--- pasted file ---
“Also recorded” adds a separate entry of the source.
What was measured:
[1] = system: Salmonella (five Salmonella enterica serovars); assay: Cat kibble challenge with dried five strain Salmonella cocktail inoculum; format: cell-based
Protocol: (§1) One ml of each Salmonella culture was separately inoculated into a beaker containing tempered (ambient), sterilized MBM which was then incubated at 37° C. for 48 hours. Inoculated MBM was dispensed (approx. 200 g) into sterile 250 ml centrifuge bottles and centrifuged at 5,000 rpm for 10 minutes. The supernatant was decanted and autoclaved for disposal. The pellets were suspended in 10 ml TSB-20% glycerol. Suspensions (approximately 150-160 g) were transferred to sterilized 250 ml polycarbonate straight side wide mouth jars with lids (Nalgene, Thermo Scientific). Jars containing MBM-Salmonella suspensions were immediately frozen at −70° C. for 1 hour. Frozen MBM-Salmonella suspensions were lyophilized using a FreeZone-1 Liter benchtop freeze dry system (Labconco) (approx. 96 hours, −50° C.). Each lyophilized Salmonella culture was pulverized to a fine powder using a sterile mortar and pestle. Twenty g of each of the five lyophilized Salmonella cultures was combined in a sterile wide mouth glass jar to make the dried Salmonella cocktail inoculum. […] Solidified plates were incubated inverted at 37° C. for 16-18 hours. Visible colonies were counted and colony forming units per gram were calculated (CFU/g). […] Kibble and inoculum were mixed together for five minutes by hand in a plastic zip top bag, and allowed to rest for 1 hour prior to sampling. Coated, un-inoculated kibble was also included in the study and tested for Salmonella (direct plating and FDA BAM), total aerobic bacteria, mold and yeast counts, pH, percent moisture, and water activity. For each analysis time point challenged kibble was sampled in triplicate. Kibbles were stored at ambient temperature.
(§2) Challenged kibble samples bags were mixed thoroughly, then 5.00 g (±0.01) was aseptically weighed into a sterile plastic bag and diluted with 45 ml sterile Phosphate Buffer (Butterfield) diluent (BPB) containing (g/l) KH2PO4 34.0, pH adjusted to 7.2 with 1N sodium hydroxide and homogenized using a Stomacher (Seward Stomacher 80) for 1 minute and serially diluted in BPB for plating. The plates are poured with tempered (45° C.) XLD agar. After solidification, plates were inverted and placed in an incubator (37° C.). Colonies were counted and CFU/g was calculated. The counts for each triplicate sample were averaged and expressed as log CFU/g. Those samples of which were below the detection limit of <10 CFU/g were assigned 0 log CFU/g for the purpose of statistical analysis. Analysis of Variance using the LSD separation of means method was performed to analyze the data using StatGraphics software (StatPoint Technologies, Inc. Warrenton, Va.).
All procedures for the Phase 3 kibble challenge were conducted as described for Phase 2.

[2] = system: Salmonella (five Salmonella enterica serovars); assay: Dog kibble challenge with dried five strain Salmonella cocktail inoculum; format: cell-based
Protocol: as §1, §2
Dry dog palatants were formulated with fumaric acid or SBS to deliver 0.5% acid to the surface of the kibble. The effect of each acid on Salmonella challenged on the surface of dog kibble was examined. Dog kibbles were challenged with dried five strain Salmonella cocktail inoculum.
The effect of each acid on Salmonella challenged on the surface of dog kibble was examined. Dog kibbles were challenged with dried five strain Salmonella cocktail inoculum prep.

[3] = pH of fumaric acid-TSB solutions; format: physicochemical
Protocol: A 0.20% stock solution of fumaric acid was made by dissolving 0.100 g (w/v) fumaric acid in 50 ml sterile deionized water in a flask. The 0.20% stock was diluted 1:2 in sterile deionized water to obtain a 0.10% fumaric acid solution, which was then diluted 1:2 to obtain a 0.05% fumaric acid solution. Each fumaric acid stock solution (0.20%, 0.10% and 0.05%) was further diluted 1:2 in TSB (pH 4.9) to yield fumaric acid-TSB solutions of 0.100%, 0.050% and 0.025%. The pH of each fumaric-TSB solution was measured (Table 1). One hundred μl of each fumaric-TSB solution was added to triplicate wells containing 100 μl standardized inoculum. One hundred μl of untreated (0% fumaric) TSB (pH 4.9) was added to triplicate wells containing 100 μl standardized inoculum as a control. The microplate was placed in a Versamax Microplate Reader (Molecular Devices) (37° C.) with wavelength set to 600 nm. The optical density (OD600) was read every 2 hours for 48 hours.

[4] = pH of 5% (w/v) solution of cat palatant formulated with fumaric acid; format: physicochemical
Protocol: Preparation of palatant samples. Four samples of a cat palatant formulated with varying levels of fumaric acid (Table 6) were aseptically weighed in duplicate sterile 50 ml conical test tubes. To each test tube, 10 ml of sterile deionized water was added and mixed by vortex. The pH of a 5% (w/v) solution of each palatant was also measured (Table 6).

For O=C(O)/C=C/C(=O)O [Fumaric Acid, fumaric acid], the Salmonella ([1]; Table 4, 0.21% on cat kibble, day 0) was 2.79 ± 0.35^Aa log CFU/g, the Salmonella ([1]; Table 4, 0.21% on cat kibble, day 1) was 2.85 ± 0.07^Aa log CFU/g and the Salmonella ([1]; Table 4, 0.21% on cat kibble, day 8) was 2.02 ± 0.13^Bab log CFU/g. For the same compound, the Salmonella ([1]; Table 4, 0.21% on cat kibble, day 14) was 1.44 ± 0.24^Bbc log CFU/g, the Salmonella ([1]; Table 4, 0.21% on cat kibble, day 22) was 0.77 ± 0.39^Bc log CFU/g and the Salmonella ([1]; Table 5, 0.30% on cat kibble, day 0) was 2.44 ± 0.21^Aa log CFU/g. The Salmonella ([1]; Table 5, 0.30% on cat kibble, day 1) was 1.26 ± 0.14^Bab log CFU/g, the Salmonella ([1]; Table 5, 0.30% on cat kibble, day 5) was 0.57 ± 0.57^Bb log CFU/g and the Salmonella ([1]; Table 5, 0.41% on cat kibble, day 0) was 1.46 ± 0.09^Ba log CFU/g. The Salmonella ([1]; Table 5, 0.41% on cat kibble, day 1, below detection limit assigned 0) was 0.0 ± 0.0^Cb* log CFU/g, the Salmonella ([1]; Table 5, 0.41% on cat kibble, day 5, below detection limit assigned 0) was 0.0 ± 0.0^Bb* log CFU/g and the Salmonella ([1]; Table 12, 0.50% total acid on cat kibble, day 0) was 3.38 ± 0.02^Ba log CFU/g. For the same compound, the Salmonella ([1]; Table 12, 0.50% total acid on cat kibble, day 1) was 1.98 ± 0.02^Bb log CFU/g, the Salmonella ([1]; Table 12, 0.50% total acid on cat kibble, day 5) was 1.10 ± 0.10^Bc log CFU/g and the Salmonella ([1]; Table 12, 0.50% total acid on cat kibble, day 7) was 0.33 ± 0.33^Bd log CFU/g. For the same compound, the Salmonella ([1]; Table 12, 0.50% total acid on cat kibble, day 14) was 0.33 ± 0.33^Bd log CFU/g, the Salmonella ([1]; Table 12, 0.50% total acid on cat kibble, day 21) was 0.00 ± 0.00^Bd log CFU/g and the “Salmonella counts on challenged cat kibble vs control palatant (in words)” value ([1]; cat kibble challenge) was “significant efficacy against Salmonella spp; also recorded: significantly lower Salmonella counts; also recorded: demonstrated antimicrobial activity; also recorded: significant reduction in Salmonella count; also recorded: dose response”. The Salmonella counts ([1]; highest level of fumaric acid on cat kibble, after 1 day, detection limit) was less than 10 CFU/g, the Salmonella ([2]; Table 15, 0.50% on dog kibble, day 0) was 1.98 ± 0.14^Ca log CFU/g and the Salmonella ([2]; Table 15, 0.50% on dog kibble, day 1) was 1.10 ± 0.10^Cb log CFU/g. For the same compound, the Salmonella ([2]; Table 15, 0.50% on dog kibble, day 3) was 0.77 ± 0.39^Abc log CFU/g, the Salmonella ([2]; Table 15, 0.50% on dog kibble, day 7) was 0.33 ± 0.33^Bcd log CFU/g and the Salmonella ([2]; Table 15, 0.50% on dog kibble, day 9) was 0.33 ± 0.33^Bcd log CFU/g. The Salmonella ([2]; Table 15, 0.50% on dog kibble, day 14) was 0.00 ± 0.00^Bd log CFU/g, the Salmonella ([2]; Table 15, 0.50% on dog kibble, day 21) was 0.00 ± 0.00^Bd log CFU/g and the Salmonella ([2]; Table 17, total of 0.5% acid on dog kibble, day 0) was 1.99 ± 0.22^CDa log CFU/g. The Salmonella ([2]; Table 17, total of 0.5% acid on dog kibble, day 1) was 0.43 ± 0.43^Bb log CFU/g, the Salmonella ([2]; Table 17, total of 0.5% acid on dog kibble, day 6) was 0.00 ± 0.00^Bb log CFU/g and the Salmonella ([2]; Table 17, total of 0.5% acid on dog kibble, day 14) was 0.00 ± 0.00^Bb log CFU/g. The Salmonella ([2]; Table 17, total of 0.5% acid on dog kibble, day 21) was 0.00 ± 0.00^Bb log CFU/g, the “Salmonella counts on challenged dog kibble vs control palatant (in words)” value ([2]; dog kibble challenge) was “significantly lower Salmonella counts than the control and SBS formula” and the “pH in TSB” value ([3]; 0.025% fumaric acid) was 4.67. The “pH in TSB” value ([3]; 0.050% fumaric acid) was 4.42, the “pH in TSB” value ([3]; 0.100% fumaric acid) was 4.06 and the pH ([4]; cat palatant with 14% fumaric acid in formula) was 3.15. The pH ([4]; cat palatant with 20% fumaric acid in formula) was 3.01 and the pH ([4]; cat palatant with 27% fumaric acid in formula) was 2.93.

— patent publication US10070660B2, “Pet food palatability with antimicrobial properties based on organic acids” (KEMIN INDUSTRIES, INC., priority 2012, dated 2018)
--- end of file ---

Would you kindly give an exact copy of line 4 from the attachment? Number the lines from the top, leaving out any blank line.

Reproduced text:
Protocol: (§1) One ml of each Salmonella culture was separately inoculated into a beaker containing tempered (ambient), sterilized MBM which was then incubated at 37° C. for 48 hours. Inoculated MBM was dispensed (approx. 200 g) into sterile 250 ml centrifuge bottles and centrifuged at 5,000 rpm for 10 minutes. The supernatant was decanted and autoclaved for disposal. The pellets were suspended in 10 ml TSB-20% glycerol. Suspensions (approximately 150-160 g) were transferred to sterilized 250 ml polycarbonate straight side wide mouth jars with lids (Nalgene, Thermo Scientific). Jars containing MBM-Salmonella suspensions were immediately frozen at −70° C. for 1 hour. Frozen MBM-Salmonella suspensions were lyophilized using a FreeZone-1 Liter benchtop freeze dry system (Labconco) (approx. 96 hours, −50° C.). Each lyophilized Salmonella culture was pulverized to a fine powder using a sterile mortar and pestle. Twenty g of each of the five lyophilized Salmonella cultures was combined in a sterile wide mouth glass jar to make the dried Salmonella cocktail inoculum. […] Solidified plates were incubated inverted at 37° C. for 16-18 hours. Visible colonies were counted and colony forming units per gram were calculated (CFU/g). […] Kibble and inoculum were mixed together for five minutes by hand in a plastic zip top bag, and allowed to rest for 1 hour prior to sampling. Coated, un-inoculated kibble was also included in the study and tested for Salmonella (direct plating and FDA BAM), total aerobic bacteria, mold and yeast counts, pH, percent moisture, and water activity. For each analysis time point challenged kibble was sampled in triplicate. Kibbles were stored at ambient temperature.